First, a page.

Am J Health Promot 2019 06 24;33(5):708-717. Epub 2018 Sep 24.

3 Center for Health Equity Research, Department of Social Medicine, UNC School of Medicine, University of North Carolina at Chapel Hill, Chapel Hill, NC, USA.

Purpose: African Americans (AAs) in rural south and southeast regions of the United States have among the highest prevalence of cardiovascular disease (CVD) in the country. The purpose of this qualitative, exploratory study is to understand family influences on CVD-related knowledge and health-related behaviors among rural AA adults.

Design: Qualitative descriptive study design using a community-based participatory research approach.

Setting: Two rural North Carolina counties.

Participants: Eligible participants were AA adults (at least 21 years of age), who self-reported either CVD diagnosis or selected CVD risk factor(s) for themselves or for an adult family member (N = 37).

Method: Directed content analysis of semistructured interviews by community and academic partners.

Results: Family health history and familial norms and preferences influenced participants' CVD-related knowledge, beliefs, and health-related behaviors. Participants reported their families were helpful for increasing motivation for and overcoming barriers to healthy behaviors, including hard-to-access community resources and physical challenges. Conversely, and to a lesser extent, participants also reported that family members hindered or had little influence (positive or negative) on their engagement in healthy behaviors.

Conclusion: Family played an important role in helping individuals overcome personal and community-related challenges. Efforts to reduce CVD burden among rural AAs should seek to understand the family-related facilitators, barriers, and processes associated with CVD knowledge and risk-reduction behaviors.
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http://dx.doi.org/10.1177/0890117118799574DOI Listing
http://www.ncbi.nlm.nih.gov/pmc/articles/PMC8121166PMC
June 2019

Pain coping skills training for African Americans with osteoarthritis study: baseline participant characteristics and comparison to prior studies.

BMC Musculoskelet Disord 2018 Sep 19;19(1):337. Epub 2018 Sep 19.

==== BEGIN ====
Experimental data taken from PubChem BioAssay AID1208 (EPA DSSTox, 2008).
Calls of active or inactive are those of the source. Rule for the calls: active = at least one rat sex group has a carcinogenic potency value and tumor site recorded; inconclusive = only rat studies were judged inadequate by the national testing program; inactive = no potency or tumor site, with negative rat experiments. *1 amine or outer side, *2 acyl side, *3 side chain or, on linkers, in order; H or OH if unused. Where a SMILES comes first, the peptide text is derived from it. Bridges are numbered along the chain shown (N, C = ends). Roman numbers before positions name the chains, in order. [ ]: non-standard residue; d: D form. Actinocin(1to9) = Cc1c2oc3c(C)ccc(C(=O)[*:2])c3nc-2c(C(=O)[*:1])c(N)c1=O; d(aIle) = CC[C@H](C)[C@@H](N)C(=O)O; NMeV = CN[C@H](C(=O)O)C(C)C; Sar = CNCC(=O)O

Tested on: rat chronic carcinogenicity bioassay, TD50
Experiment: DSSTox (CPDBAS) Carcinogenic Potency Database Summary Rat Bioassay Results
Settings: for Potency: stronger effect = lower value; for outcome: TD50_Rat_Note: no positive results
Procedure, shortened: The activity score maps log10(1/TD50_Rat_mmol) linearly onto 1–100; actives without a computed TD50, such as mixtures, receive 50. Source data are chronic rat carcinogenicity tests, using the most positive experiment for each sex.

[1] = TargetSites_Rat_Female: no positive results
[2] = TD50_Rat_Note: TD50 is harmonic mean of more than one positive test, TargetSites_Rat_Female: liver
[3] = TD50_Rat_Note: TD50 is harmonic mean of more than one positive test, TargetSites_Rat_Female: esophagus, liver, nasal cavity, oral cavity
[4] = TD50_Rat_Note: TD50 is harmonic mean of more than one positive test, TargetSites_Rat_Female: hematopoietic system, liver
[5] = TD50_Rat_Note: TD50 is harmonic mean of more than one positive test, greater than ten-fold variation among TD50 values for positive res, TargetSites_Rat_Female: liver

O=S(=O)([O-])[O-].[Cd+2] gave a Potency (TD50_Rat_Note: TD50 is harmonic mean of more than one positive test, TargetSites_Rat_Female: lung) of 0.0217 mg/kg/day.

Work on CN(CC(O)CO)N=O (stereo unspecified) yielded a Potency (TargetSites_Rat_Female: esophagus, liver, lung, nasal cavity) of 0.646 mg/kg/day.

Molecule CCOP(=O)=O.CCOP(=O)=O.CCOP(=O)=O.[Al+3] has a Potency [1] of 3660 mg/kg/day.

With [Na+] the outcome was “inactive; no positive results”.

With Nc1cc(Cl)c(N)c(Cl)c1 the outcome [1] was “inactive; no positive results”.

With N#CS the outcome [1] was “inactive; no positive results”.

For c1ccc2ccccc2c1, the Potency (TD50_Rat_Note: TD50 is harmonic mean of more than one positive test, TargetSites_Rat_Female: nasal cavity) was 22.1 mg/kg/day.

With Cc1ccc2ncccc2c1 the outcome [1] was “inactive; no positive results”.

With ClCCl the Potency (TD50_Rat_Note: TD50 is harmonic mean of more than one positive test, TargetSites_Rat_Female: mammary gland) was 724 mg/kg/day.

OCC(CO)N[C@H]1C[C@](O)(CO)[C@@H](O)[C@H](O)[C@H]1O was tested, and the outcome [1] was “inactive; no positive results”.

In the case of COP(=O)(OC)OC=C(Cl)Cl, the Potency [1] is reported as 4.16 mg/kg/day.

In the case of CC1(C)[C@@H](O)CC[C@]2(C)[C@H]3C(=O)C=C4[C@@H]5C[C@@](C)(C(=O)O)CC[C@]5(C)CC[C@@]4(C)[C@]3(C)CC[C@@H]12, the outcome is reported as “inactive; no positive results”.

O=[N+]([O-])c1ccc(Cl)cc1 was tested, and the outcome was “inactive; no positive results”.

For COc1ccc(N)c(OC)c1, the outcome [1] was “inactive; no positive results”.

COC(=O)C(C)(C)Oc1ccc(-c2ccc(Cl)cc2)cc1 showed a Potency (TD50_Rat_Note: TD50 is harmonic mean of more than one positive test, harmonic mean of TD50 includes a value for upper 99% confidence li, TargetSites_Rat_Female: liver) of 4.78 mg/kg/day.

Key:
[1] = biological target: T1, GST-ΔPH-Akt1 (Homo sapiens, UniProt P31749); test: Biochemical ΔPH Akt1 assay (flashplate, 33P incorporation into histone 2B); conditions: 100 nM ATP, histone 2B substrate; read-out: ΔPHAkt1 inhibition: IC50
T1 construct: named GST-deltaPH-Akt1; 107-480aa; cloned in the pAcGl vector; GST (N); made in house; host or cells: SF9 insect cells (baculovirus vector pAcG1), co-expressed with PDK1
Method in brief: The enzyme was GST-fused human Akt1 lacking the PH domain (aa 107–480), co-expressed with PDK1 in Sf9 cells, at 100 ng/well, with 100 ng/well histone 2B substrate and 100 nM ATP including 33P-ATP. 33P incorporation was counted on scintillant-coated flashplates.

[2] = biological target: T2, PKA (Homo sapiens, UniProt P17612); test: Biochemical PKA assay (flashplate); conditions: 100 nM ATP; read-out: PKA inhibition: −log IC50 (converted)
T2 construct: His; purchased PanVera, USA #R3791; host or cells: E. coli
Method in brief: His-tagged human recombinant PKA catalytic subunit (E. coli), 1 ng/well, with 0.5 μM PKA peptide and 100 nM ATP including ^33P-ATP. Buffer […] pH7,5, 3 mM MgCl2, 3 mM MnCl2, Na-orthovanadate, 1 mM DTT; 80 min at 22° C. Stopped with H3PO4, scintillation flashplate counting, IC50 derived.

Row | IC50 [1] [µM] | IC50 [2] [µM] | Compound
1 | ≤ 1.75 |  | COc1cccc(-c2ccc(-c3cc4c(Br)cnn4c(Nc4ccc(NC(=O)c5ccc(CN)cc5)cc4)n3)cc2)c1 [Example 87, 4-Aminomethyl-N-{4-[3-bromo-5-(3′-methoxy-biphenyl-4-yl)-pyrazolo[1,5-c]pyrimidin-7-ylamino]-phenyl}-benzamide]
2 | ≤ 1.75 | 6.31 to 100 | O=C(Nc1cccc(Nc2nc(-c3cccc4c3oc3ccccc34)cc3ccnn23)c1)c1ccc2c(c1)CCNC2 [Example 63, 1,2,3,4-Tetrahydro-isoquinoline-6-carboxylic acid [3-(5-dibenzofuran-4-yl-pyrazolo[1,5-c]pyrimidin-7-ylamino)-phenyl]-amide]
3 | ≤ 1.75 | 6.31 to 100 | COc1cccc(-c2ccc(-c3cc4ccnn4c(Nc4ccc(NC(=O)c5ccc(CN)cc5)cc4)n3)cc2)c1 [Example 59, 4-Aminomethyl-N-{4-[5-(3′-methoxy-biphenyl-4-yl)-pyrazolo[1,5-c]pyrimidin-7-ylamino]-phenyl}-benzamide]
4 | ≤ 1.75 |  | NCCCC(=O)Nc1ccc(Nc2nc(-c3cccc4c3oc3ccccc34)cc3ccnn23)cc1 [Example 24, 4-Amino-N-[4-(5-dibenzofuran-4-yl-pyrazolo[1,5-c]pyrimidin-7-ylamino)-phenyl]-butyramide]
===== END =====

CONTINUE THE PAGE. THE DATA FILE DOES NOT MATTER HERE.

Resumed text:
Department of Psychology, East Carolina University, Greenville, NC, USA.

Background: The Pain Coping Skills Training for African Americans with OsteoaRTthritis (STAART) trial is examining the effectiveness of a culturally enhanced pain coping skills training (CST) program for African Americans with osteoarthritis (OA). This disparities-focused trial aimed to reach a population with greater symptom severity and risk factors for poor pain-related outcomes than previous studies. This paper compares characteristics of STAART participants with prior studies of CST or cognitive behavioral therapy (CBT)-informed training in pain coping strategies for OA.

Methods: A literature search identified 10 prior trials of pain CST or CBT-informed pain coping training among individuals with OA. We descriptively compared characteristics of STAART participants with other studies, in 3 domains of the National Institutes of Minority Health and Health Disparities' Research Framework: Sociocultural Environment (e.g., age, education, marital status), Biological Vulnerability and Mechanisms (e.g, pain and function, body mass index), and Health Behaviors and Coping (e.g., pain catastrophizing). Means and standard deviations (SDs) or proportions were calculated for STAART participants and extracted from published manuscripts for comparator studies.

Results: The mean age of STAART participants, 59 years (SD = 10.3), was lower than 9 of 10 comparator studies; the proportion of individuals with some education beyond high school, 75%, was comparable to comparator studies (61-86%); and the proportion of individuals who are married or living with a partner, 42%, was lower than comparator studies (62-66%). Comparator studies had less than about 1/3 African American participants. Mean scores on the Western Ontario and McMaster Universities Osteoarthritis Index pain and function scales were higher (worse) for STAART participants than for other studies, and mean body mass index of STAART participants, 35.2 kg/m (SD = 8.2), was higher than all other studies (30-34 kg/m). STAART participants' mean score on the Pain Catastrophizing scale, 19.8 (SD = 12.3), was higher (worse) than other studies reporting this measure (7-17).